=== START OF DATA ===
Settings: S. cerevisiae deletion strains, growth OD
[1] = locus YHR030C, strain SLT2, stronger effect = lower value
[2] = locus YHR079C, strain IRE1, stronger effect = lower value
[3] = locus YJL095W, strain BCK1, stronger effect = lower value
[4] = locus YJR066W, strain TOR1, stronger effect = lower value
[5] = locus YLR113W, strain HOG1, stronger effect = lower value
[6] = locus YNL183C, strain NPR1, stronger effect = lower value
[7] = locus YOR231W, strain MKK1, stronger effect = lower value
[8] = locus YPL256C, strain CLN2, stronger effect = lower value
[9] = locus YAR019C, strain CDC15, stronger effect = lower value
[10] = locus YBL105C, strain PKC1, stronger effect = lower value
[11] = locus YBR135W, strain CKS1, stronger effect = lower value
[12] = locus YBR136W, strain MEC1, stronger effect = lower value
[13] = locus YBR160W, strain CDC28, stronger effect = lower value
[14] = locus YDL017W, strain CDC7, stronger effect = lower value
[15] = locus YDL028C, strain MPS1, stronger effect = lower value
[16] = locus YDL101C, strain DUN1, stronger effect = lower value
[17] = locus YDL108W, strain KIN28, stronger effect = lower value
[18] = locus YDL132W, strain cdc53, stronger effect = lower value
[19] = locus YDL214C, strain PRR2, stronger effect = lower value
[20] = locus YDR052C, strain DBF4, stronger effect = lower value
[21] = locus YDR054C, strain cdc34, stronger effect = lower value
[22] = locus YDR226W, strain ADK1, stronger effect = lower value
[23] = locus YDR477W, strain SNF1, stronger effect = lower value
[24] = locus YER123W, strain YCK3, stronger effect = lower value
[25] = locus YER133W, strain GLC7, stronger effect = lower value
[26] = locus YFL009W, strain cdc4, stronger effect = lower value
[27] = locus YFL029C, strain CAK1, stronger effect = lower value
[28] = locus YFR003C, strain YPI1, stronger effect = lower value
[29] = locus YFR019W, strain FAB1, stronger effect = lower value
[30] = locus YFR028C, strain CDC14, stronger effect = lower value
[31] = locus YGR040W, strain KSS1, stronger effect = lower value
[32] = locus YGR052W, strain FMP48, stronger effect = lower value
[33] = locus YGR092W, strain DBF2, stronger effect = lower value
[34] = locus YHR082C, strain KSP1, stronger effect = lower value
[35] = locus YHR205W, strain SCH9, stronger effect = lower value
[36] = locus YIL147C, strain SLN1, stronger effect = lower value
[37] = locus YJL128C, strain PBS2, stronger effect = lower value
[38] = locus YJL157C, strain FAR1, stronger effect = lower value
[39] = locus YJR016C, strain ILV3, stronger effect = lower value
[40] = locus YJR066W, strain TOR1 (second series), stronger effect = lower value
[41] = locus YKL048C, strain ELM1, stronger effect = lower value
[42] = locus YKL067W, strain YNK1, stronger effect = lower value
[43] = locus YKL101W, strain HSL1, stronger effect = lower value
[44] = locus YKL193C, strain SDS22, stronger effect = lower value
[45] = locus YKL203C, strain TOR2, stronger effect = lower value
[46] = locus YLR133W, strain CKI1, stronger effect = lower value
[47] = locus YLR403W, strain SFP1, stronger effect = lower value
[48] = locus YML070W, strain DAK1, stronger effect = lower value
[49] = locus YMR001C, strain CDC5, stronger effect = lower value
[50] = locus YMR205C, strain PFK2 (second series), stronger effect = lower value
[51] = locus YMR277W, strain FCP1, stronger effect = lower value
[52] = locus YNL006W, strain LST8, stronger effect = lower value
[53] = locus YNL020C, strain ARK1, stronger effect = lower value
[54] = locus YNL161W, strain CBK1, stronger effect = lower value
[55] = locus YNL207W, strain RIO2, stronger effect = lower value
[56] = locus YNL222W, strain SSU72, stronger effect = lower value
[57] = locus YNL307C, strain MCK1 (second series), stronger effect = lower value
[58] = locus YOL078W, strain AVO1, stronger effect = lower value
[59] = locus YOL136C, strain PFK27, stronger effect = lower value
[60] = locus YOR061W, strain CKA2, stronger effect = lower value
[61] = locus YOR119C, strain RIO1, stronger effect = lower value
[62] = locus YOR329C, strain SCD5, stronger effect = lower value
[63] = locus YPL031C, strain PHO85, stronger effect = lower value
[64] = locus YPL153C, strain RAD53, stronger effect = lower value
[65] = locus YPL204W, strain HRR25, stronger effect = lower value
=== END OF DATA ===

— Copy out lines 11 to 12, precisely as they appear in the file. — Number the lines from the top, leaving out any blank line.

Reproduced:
[10] = locus YBL105C, strain PKC1, stronger effect = lower value
[11] = locus YBR135W, strain CKS1, stronger effect = lower value